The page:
UK hydrogen car developer Riversimple plans to turn the standard motor industry business model on its head. Founder Hugo Spowers explains:

Riversimple is building a hydrogen car with a fuel consumption equivalent to 300mpg. The UK firm has made the design process open source and foresees production taking place in small plants building about 5,000 vehicles a year each. But if that isn’t a big enough challenge to conventional auto industry practice, Riversimple also plans to turn the standard motor industry business model on its head. Founder Hugo Spowers explains.

The business model we propose is based on leasing rather than selling or, more strictly, on sale of service rather than product. Cars are a commodity and the auto industry relies on sale of product, which rewards the maximisation of resource and energy throughput. In contrast, the sale of service model rewards the minimisation of resource throughput, and is therefore a good example of a self-regulating system that is both more efficient and more effective.

Conventional leasing is wasteful

Sale of service is not to be confused with leasing as currently practised in the automotive industry, which is merely an alternative form of contract with a customer, designed to shift more product. By contrast, if the manufacturer is selling a fully-bundled transport service, it has an interest in the car being as simple, cheap, low maintenance and reliable as possible; in the consumer keeping it as long as possible and it being as secure and fuel efficient as possible (as the company owns the asset and also pays all the fuel bills incurred).
All these are the opposite of current manufacturers’ interests, but this new model aligns the previously opposed interests of consumer and manufacturer.

Make more money from fewer cars

Conventional cars have an economic life of only four years. But the total cost of providing that service is much lower for one vehicle that lasts 20 years than five vehicles that last four years – even if they are more expensive to build and one allows for interest.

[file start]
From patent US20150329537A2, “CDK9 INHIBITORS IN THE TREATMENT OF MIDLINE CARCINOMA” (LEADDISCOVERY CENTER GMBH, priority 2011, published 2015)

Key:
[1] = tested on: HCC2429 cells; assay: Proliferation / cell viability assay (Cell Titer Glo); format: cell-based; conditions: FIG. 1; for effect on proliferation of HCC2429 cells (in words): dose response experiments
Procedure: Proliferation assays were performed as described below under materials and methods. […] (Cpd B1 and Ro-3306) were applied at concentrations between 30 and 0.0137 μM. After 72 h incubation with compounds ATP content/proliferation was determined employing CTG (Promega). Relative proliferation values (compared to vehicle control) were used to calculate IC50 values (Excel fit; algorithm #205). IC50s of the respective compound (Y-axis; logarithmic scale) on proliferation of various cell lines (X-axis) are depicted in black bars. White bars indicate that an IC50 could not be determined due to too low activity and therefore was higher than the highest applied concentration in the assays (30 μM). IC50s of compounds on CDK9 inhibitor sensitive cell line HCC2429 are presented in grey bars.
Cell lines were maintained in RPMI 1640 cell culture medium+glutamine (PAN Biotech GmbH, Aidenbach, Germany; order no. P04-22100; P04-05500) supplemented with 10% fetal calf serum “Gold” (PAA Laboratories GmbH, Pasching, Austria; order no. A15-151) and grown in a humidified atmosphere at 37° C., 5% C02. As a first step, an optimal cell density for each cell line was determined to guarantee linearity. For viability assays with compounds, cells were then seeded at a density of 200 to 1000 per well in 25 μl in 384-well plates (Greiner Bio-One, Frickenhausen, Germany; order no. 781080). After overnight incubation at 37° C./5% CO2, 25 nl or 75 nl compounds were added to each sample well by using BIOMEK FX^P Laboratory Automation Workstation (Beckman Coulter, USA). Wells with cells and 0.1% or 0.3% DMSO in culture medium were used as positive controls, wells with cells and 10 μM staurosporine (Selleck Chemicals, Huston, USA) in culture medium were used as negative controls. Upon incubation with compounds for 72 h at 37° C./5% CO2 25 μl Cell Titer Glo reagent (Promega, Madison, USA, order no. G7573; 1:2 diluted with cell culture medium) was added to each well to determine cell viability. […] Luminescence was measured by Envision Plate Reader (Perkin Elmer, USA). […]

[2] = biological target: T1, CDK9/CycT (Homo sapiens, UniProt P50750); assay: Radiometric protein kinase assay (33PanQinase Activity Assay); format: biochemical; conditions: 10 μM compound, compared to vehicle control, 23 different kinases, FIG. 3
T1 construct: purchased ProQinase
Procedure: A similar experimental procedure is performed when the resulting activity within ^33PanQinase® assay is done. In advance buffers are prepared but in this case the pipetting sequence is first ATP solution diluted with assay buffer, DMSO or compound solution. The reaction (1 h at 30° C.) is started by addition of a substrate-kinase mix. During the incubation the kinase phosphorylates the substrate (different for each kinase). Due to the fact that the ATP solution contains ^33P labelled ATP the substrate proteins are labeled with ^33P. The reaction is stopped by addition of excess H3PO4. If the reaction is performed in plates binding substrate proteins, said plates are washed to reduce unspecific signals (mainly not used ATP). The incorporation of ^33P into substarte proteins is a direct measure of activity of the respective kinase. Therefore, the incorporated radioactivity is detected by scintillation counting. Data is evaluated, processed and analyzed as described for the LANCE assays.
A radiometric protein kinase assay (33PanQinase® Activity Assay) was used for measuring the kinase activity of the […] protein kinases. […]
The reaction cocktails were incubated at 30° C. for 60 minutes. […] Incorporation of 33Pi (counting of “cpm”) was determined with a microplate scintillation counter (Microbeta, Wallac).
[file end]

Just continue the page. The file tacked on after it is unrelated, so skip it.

A sale of service manufacturer can take a greater margin and yet offer a more expensive product to the consumer at a lower price; capture the same quantity of revenue streams with 80% less production capacity, access the revenue streams that the secondhand market offers.

No corrosion; no need to sell

Conventional cars corrode and have a large number of mechanical components that rub against each other, need lubricants that need replacing and still wear out. Furthermore, there is little residual value at end of life.
A composite-bodied fuel cell car is made of inert materials, so there is no structural degradation other than wear and tear, and there are no moving components in the car other than the electric motors and the secondary braking system. The motors have no rubbing contact and no lubricants, apart from the main bearings which are also the wheel bearings, and the brakes will never require replacement, because the motors do most of the braking and the vehicle is so much lighter anyway. This is a much more promising candidate for leasing than the incumbent technology.

How sale of service works

There are some necessary conditions, further benefits and barriers that arise from the sale-of-service model and are closely linked: